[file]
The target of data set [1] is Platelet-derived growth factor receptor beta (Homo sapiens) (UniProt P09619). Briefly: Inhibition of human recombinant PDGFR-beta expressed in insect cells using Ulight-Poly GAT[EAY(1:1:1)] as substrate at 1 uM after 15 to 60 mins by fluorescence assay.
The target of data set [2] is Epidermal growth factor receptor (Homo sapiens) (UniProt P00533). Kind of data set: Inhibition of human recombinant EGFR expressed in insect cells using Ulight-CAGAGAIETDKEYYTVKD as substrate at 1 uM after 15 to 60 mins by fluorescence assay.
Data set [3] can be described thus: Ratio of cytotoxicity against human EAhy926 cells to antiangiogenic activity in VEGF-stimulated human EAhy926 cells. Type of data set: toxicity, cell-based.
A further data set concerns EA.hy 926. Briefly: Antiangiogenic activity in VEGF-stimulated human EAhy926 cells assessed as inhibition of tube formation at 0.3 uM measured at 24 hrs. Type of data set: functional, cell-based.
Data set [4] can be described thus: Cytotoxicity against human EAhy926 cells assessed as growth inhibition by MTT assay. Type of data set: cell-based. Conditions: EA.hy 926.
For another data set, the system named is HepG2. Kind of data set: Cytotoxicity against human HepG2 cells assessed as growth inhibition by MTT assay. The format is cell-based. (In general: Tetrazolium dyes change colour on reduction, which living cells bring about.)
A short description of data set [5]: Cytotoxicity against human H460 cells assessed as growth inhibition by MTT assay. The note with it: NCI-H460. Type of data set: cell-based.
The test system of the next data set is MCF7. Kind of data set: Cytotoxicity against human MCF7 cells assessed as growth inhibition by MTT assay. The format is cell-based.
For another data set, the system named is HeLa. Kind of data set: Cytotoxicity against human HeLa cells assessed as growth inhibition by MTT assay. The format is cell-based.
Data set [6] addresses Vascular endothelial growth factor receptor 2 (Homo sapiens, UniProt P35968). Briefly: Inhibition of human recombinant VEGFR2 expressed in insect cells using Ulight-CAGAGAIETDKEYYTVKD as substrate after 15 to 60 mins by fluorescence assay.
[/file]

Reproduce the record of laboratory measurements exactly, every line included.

The target of data set [1] is Platelet-derived growth factor receptor beta (Homo sapiens) (UniProt P09619). Briefly: Inhibition of human recombinant PDGFR-beta expressed in insect cells using Ulight-Poly GAT[EAY(1:1:1)] as substrate at 1 uM after 15 to 60 mins by fluorescence assay.
The target of data set [2] is Epidermal growth factor receptor (Homo sapiens) (UniProt P00533). Kind of data set: Inhibition of human recombinant EGFR expressed in insect cells using Ulight-CAGAGAIETDKEYYTVKD as substrate at 1 uM after 15 to 60 mins by fluorescence assay.
Data set [3] can be described thus: Ratio of cytotoxicity against human EAhy926 cells to antiangiogenic activity in VEGF-stimulated human EAhy926 cells. Type of data set: toxicity, cell-based.
A further data set concerns EA.hy 926. Briefly: Antiangiogenic activity in VEGF-stimulated human EAhy926 cells assessed as inhibition of tube formation at 0.3 uM measured at 24 hrs. Type of data set: functional, cell-based.
Data set [4] can be described thus: Cytotoxicity against human EAhy926 cells assessed as growth inhibition by MTT assay. Type of data set: cell-based. Conditions: EA.hy 926.
For another data set, the system named is HepG2. Kind of data set: Cytotoxicity against human HepG2 cells assessed as growth inhibition by MTT assay. The format is cell-based. (In general: Tetrazolium dyes change colour on reduction, which living cells bring about.)
A short description of data set [5]: Cytotoxicity against human H460 cells assessed as growth inhibition by MTT assay. The note with it: NCI-H460. Type of data set: cell-based.
The test system of the next data set is MCF7. Kind of data set: Cytotoxicity against human MCF7 cells assessed as growth inhibition by MTT assay. The format is cell-based.
For another data set, the system named is HeLa. Kind of data set: Cytotoxicity against human HeLa cells assessed as growth inhibition by MTT assay. The format is cell-based.
Data set [6] addresses Vascular endothelial growth factor receptor 2 (Homo sapiens, UniProt P35968). Briefly: Inhibition of human recombinant VEGFR2 expressed in insect cells using Ulight-CAGAGAIETDKEYYTVKD as substrate after 15 to 60 mins by fluorescence assay.